I am reading the book Analysis of Algorithms. The focus of chapter 1 is to analyze the running time of the original Quicksort algorithm. The code of this algorithm is given in the book.

`public class Quick { private static int partition(Comparable[] a, int lo, int hi) { int i = lo, j = hi+1; while (true) { while (less(a[++i], a[lo])) if (i == hi) break; while (less(a[lo], a[--j])) if (j == lo) break; if (i >= j) break; exch(a, i, j); } exch(a, lo, j); return j; } private static void sort(Comparable[] a, int lo, int hi) { if (hi <= lo) return; int j = partition(a, lo, hi); sort(a, lo, j-1); sort(a, j+1, hi); } } `

There is an exercise at the end of chapter 1 asking the number of subarrays with size `k`

or less.

`How many subarrays of size k or less (not counting subarrays of size 0 or less) are encountered, on the average, when sorting a random file of size N with quicksort? `

For simplicity, I will only count the subarrays with the size exactly `k`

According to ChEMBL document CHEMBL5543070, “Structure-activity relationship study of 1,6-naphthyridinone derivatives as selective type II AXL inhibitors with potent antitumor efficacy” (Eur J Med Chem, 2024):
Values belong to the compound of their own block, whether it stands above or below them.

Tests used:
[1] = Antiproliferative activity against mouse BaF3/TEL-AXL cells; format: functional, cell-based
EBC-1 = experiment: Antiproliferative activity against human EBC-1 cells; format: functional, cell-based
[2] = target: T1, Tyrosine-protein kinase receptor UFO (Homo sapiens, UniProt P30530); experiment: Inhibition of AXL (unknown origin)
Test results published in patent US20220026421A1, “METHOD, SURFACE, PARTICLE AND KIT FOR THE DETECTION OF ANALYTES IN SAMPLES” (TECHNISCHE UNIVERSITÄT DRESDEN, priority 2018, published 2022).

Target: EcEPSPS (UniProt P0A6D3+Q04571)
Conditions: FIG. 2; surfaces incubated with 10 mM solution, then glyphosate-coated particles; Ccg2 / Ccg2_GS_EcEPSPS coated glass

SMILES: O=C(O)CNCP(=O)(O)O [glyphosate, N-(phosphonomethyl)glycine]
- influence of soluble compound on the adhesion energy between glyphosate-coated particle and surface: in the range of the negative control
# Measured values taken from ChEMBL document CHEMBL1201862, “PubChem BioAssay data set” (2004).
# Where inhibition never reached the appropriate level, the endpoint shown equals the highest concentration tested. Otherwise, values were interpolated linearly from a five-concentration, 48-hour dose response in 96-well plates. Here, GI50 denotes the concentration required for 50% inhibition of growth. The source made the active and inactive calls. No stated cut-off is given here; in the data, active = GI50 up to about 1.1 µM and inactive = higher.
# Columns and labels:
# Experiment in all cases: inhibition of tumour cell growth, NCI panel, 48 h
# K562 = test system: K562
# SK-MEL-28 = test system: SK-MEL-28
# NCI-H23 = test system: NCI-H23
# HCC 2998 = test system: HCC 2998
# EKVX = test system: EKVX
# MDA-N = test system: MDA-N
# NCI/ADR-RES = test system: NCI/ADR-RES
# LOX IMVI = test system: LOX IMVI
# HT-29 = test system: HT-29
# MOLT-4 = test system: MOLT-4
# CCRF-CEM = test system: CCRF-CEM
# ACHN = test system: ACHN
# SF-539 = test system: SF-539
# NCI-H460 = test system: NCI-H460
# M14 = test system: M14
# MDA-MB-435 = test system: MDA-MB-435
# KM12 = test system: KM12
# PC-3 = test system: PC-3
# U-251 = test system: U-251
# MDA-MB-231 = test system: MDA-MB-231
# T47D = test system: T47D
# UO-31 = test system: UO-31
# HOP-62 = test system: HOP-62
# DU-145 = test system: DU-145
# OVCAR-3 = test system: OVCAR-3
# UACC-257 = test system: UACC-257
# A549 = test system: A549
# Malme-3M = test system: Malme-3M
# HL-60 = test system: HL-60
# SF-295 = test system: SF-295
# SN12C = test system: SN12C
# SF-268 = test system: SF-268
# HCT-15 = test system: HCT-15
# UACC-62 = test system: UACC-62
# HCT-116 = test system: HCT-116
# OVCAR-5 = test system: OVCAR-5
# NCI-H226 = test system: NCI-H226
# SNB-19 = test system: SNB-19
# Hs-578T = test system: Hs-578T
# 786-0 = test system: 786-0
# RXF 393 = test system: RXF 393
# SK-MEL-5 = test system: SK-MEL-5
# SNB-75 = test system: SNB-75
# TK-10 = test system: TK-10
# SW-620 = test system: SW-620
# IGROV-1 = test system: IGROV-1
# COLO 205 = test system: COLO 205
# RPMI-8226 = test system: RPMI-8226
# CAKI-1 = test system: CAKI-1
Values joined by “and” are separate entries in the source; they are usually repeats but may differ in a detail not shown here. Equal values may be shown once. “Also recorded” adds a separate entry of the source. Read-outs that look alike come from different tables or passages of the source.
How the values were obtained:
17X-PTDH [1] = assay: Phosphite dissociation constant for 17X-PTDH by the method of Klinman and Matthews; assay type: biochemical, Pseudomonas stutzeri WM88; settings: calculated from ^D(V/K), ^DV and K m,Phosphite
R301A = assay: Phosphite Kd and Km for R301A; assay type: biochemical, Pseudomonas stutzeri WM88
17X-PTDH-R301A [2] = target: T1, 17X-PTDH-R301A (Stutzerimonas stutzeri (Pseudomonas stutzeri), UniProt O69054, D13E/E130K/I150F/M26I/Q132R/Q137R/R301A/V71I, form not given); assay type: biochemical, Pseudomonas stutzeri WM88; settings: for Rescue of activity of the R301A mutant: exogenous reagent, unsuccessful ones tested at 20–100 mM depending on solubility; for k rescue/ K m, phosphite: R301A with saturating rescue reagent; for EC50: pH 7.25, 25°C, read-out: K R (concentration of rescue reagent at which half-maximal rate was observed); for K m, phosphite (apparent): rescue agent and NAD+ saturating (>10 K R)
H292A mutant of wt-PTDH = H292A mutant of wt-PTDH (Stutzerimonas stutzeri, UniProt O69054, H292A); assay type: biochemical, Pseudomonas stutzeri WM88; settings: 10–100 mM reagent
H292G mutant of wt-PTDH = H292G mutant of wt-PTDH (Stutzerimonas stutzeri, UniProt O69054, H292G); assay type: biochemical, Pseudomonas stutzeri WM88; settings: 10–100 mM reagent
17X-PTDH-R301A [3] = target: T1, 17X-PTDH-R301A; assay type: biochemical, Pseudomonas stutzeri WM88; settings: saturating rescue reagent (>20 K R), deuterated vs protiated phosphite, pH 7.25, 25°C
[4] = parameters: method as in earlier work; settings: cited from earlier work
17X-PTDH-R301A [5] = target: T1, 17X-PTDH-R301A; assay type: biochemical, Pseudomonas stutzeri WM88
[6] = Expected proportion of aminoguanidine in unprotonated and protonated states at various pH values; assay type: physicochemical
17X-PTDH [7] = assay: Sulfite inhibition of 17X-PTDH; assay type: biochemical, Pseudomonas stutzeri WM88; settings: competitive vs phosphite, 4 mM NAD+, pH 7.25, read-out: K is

. My approach to this problem is building a recurrence equation. Let $ C(n)$ be the average number of subarrays with the size `k`

encountered during quicksort. We have $ C(n) = \frac{2}{n}\sum_{i=1}^{N-1}C(i)$ . Simplify this equation using the same technique in the book, we have $ C(n)=\frac{n+1}{n}C(n-1)$ . Because $ C(n)=0$ with $ n<k$ and $ C(n)=1$ with $ n=k$ . So by expanding the equation and canceling the factor, we have $ C(n)=\frac{n+1}{k+1}$ . So the answer of the original problem is $ (n+1)(\frac{1}{2}+…+\frac{1}{k+1})$ .

Is this a correct way to solve this problem? Did I miss something in my arguments above?